Over the last few months, I have begun to come out of my second LEGO Dark
Ages. Whereas my first Dark Ages was brought on by growing up and having
better things to do than play with LEGO, the second one was brought on
because of a knowing lack of interest in a product that I felt, as many do
and have, that had changed to the point of not being what I loved so much
Any discussion of this type must begin with the recognition that what LEGO
created for kids and, as it turns out, adults, has been phenomenal. A simple
concept the building block taken to a new level in a direction that it
had never seen before. Open ended possibilities, thanks to the unique system
of play and the incredible amount of forward-thinking that so rarely is
witnessed in commercial organizations. As stated so simply in the 1979 LEGO
US catalog, The magic of the LEGO concept is best summed up in one word:
Over the last few years, LEGO has been bitten by the technology bug. On the
one hand, this has allowed LEGO to venture into a new and welcome direction
with Mindstorms. On the other hand, the many licenses, software products and
items such as the Moviemaker sets have probably contributed greatly to the
financial troubles LEGO has reported for FY 2000.
Most of all, though, the juniorization of the LEGOLand sets and the addition
of many pieces that replace flexibility with single-purpose elements has
hurt the LEGO brand.
The fact that LEGO recognizes a need to refocus on their core business
is encouraging. But this refocusing must be part of a fundamental change
back to what made us love the toy and the concept so much. It must reach
across every aspect of LEGOs products, how they are designed, how they are
packaged and how they are marketed and promoted.
Some may argue that the need existed, and still exists, to do things a
certain way in order to provide sets at a reasonable price. But price was
never an issue when people felt the sets were worth it.
The refocus must start with the product ranges themselves, and their
integration and lead-in to one another.
Basic or Universal building sets should include a wide enough variety of
pieces for beginning builders to understand the concepts involved with the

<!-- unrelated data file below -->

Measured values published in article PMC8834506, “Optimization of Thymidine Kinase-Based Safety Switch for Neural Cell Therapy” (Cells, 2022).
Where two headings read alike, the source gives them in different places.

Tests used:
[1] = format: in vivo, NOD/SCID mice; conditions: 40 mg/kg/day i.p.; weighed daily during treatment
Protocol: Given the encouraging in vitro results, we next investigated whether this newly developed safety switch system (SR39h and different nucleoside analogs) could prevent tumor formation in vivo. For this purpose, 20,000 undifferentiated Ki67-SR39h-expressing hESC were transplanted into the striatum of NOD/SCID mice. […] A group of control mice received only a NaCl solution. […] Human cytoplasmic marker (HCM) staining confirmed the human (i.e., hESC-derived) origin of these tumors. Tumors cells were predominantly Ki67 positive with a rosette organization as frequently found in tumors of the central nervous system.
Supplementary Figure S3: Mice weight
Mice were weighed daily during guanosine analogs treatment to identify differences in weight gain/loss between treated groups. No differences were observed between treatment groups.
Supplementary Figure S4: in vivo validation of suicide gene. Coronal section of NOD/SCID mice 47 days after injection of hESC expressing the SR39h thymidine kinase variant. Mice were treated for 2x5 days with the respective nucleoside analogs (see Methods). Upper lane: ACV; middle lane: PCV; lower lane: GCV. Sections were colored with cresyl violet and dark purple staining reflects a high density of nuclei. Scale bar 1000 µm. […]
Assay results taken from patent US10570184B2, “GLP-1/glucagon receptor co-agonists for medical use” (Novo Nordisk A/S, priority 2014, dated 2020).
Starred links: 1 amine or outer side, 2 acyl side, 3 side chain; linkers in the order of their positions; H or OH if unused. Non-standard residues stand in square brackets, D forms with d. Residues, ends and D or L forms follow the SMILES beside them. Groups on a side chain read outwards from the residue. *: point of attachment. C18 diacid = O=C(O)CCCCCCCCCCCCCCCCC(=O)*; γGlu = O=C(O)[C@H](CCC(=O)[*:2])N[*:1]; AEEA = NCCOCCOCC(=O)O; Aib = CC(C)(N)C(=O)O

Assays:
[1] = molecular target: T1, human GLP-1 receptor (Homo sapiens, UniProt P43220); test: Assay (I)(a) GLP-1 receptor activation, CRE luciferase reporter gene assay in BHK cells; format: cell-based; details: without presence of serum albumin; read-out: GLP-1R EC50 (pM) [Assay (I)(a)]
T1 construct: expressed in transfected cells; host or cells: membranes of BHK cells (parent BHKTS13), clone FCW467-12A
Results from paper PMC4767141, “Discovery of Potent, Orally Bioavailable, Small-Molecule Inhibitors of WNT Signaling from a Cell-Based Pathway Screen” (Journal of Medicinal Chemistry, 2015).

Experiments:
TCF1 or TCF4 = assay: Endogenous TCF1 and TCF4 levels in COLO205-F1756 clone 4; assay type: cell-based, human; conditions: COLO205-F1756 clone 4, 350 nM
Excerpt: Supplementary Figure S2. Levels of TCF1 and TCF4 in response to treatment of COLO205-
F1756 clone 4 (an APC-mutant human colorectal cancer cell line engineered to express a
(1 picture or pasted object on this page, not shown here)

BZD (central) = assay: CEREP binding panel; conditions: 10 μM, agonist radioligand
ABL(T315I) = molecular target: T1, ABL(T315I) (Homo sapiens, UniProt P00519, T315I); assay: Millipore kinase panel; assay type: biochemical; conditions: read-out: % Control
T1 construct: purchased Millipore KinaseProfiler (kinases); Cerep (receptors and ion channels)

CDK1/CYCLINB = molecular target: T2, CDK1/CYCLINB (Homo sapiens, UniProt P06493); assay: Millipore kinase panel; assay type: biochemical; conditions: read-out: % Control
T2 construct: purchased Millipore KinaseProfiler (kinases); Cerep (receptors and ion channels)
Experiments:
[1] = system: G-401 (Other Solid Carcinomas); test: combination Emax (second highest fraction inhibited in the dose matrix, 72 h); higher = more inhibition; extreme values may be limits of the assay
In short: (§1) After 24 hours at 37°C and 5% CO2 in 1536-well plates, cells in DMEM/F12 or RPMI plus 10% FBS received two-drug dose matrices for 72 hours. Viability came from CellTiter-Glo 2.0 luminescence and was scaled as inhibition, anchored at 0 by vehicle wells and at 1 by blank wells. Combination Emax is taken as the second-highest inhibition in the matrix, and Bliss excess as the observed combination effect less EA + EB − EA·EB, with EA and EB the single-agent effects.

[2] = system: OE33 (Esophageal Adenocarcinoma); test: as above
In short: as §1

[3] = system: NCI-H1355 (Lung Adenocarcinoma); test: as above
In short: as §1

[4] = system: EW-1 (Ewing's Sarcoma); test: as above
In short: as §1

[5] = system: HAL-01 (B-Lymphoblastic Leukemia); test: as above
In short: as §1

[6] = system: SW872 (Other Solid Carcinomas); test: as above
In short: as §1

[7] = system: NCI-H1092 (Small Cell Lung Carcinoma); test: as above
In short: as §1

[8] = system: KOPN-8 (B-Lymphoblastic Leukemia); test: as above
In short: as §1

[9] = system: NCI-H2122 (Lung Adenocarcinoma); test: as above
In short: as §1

LEGO system of play. They should include instructions for various models,
and the models should inspire creative thinking. As many long-time LEGO
enthusiasts can attest, there were many moments during the building of a set
when our young minds realized Aha! Thats how that works! or That is such
a neat way to use that piece!
The Universal sets were at their finest with sets like 402 and 404 all the
way up through sets like 715. These sets offered a lot of building
possibilities and a strong entrée into the LEGOLand / LEGO System themes.
In addition, the original LEGO figures, constructed with the flexible arm
elements, should be re-introduced. The desire to add human and other
characters into the LEGO play environment is incredibly strong. The
maxi-figs as they are affectionately called, provide a good way to add
figures on a scale that younger builders are capable of matching with their
Adding mini figures into a set with maxi-figs sets an appropriate scale of a
family with a baby. This is something that should be important for young
girls a market segment that LEGO seems to never quite get ahold of. It
also goes back to the idea of better integration between the products for
younger and inexperienced builders and those who want to create expansive
scenes and large models on the mini-fig scale.
The LEGO System
the mini-figure scale sets
must return to the level of
detail that LEGO had achieved during the late 80s and early 90s. I dont
think anybody who loves LEGO products would argue that new elements should
not be introduced, but they should offer more flexibility and possibilities,
The themes and sub-themes, as we all call them, that LEGO has introduced us
to have all but disappeared. LEGO Town doesnt even exist in the 2001
lineup. Buildings hardly exist anymore. The basic ingredients to build a
town are scarcely available. And the core elements needed to build your own
vehicles dont even seem to exist. Of the nearly 70 sets shown in the 2001
in-box catalog, only one has the 1x3 car doors in it, and its a three year
old set that will soon be discontinued.
By contrast, the catalogs of the 80s and early 90s were so rich with the
themes that we all grew to love
Town, Space, Castle, and Pirates. Sets like
6390 Main Street, 6383 Public Works Center and 6372 Town House allowed us to
create the wonderful environments pictured on the pages of your catalogs.
Each set, no matter how small or large, contributed to expanding the
possibilities of the theme and of the LEGO system of play as a whole.